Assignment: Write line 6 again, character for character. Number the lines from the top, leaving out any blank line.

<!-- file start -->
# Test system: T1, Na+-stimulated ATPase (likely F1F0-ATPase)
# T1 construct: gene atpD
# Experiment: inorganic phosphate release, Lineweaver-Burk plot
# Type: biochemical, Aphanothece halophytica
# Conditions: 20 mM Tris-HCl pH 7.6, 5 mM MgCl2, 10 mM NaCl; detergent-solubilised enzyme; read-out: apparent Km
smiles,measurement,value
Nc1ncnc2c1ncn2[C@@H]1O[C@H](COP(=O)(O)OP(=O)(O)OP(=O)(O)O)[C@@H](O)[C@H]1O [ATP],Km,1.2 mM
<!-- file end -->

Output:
smiles,measurement,value